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Date of Graduation
Bachelor of Science (BS)
Department of Biology
James B. Herrick
Use of antibiotics in the agricultural industry introduces selective pressure and, consequently, could increase the presence of antibiotic resistant organisms in surrounding environments. One such environment is litter (manure and bedding) produced during large-scale poultry production in the Shenandoah Valley. Litter, with its microorganisms, is commonly applied to fields within the Shenandoah River watershed. Antibiotic resistance (AR) and virulence genes are potentially transmissible between organisms through horizontal gene transfer of genetic mobile elements, for which poultry litter could be a reservoir. The typical, culture-based approach to detecting and analyzing AR plasmids and other mobile genetic elements is limited due to the inability to culture, isolate, and analyze all bacteria in nearly all environments. In addition, the expense and time of extracting and sequencing plasmids from culturable isolates is great. The goals of this study were (i) to use a non-culture-dependent plasmid isolation method to isolate AR plasmids directly from poultry litter, (ii) to sequence and assemble the whole genome of the plasmid capture strain E. coli LA61RifR, and (iii) use a combination of short- and long-read sequencing and computational methods to assemble and annotate one of the captured plasmids. It was also wished to determine the antibiotic susceptibility of the captured plasmids. An exogenous plasmid capture method was used to isolate tetracycline-resistance plasmids EH1-12, some of which conferred phenotypic resistance to a range of late-generation, clinically-significant antibiotics. Of the 12 transconjugants, 11 conferred resistance to more than one antibiotic (excluding tetracycline), the most common were resistances to piperacillin and piperacillin/tazobactam. Perhaps most striking was the resistance conferred by plasmid EH11 to aztreonam, a monobactam antibiotic effective against gram negative aerobic organisms, which has rarely been observed. Other surprising resistance phenotypes included ceftazidime and ciproflaxocin which are members of the cephalosporin and quinolone drug classes, respectively. The whole genomes of both the plasmid capture strain LA61RifR and one of the multidrug resistant transconjugants, LA61RifR::pEH11, were sequenced. SPAdes and Canu were used to assemble the genomes of LA61RifR and of LA61RifR::pEH11, respectively. Ninety-seven contigs assembled from short-read sequencing data comprised the LA61RifR genome and 5 contigs assembled from long-read data comprised the LA61RifR::pEH11 genome. One contig of LA61RifR::pEH11was identified as plasmid EH11. Genes encoding antibiotic resistance, bacteriocins, and aerobactin siderophore systems were annotated with ARGannot, RAST, and Prokka . Eight repeat regions, 47 transposase genes, and two regions responsible for plasmid replication and transfer were also identified. Overall this study, through phenotypic and genotypic analyses, demonstrated that poultry litter can act as reservoir for transmissible multidrug-resistant plasmids. Genome analysis also demonstrated the potential to transfer genes that contribute to a host’s virulence. Such resistances and virulence genes, encoded on transmissible plasmids, provide advantages to infectious agents and enable their survival in poultry litter and other environments, thus possibly complicating treatment of resulting infections.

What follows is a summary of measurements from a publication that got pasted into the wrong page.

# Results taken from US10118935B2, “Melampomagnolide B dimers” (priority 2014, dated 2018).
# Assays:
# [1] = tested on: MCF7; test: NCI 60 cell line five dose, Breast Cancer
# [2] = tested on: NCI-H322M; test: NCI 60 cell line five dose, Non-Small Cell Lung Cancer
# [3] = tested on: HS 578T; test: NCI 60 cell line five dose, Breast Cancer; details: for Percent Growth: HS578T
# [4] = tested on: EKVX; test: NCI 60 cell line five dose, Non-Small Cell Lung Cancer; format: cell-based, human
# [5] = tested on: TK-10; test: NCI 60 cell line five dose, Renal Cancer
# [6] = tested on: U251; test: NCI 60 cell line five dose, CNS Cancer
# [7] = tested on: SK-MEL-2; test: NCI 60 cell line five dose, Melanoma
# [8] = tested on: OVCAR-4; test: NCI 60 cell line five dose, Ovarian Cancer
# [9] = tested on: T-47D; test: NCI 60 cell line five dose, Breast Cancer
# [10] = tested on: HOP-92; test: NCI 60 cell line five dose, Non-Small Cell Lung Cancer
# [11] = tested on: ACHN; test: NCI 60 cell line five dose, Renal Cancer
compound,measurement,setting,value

Eisemann, Emma, "Whole genome sequence analysis of a transmissible multidrug-resistance plasmid captured without cultivation from poultry litter" (2020). Senior Honors Projects, 2020-current. 30.